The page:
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Transitions

Most books and articles that concentrate on public speaking techniques will tell you to in order to be a polished speaker you must tie all your information together. You must lead your audience and alert them that slightly different, but related information is coming. This is called transition, or segue (pronounced seg-way).

LET ME STATE RIGHT NOW THAT I FULLY BELIEVE SMOOTH TRANSITIONS ARE NECESSARY IF YOU WANT TO HAVE YOUR AUDIENCE MEMBERS SO BORED THEY FALL RIGHT OUT OF THEIR SEATS AND SMASH THEIR HEADS ON THE FLOOR.

Lets pretend were at the amusement park. Look around for awhile and tell
me where the excitement is. Of course, it's over on the roller coaster
where transitions are sharp. They are sharp and exciting even though
you can see them coming. The excitement isn't over at the kiddie choo
choo train (notwithstanding, the excitement you might feel watching your little munchkin on there for the very first time) where turns and motion are mild so the little ones don't get too upset. The excitement is also at the bumper cars where you can get blind-sided because cars are coming at you from all directions. The excitement isn't at the baby boat ride where a 2cm wave would flip your little bundle of joy out of the boat. That awareness should be incorporated in what you learn from your public speaking course.

OK, I'll admit, some thought should be given to transition, especially with older, more traditional audiences, and when you have a very high content speech. But you don't have to be a trite, snoozer by saying things like, ." . . speaking of bananas. I'm now going to talk about bananas."

You could, however, do a transition like that and then make fun of yourself
for doing it by saying something like, "Don't you think that transition
was really smooth?"

Transitions are one of the places where you could definitely plan to use some
well needed humor. This works well with technical audiences because they won't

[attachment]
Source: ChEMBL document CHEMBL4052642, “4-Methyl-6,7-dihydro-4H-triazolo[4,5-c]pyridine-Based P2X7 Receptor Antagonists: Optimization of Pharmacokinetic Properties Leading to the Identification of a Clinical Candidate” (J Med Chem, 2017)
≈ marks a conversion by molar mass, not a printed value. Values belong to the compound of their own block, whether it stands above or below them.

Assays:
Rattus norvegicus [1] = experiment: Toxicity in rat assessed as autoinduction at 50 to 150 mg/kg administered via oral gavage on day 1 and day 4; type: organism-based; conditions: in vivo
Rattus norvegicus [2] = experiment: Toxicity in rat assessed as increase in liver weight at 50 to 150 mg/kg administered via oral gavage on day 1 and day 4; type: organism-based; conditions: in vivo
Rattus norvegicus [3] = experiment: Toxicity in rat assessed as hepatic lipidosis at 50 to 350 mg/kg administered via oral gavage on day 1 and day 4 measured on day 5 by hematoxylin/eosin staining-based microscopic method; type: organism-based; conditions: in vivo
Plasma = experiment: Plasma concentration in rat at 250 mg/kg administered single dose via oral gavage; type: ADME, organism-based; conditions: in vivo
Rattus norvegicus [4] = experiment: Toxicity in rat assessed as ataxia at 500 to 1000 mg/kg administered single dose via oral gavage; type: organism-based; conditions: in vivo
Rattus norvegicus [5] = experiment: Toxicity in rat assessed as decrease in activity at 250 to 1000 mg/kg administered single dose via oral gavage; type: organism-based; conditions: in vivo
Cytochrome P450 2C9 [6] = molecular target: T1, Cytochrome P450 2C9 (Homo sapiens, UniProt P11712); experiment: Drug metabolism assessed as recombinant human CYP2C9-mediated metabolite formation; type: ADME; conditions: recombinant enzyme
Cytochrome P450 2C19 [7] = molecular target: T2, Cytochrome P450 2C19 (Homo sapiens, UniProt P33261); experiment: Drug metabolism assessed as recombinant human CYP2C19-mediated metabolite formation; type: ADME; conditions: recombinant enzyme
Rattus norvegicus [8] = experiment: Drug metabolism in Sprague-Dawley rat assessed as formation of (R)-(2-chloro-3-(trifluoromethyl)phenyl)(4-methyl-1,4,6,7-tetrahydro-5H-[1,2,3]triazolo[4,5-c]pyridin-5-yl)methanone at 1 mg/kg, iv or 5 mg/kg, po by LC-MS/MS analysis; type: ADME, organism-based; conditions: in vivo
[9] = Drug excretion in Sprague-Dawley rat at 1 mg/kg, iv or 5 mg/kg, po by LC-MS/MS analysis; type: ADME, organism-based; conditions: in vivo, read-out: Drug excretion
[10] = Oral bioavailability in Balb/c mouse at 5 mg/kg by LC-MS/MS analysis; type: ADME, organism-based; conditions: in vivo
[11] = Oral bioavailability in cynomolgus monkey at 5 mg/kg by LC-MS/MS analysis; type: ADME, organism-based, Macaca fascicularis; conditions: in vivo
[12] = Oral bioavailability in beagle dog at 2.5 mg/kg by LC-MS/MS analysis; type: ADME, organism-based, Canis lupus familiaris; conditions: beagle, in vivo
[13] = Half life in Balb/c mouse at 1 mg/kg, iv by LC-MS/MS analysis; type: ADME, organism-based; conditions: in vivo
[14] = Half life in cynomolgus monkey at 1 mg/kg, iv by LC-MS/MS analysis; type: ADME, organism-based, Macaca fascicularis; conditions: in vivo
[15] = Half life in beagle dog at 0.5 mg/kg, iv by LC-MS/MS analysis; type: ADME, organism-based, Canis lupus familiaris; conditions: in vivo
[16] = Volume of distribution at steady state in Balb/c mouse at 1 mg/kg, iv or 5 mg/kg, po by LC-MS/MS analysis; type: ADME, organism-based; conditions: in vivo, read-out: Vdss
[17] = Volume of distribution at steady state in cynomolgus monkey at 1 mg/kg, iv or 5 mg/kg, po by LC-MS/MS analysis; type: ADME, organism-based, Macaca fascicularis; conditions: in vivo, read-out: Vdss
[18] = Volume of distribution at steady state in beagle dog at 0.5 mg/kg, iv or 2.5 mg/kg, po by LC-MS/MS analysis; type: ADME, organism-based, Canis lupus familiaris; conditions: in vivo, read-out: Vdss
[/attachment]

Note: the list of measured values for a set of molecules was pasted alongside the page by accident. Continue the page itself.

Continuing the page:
feel you are wasting their time. Since, in their minds, you are
REQUIRED to do a transition anyway, it's OK if it's funny.

As you master everything from your public speaking skills, you will learn that transitions
aren't important at all for 85 percent or higher humor content presenters or stand-up comics. You can just speak away and as long as they are laughing, no one much cares about transitions. If you are not in this category, then you can begin paying a little attention to bridging the gaps between your points and topics. Just don't be trite and don't think you have to say something to make the transition. After your public speaking course you will see a  presenter does not demand a transition.

You can make transitions by changing your stage position, pausing, using visual aids, giving out a handout, picking up a prop or sharply varying the sound you make come out of the public address system. Do anything that breaks the pattern of what you were doing in the previous segment
and introduces what you plan to do.

For verbal transitions, one-liners, anecdotes, and questions work well. Also, people seem to like and need recaps, so I am in favor of saying things like, "To recap this section . . ."

When exercising your skills from your public speaking course, whatever you do, think in terms of roller coasters and bumper cars so you keep your audience excited and alert all the time.


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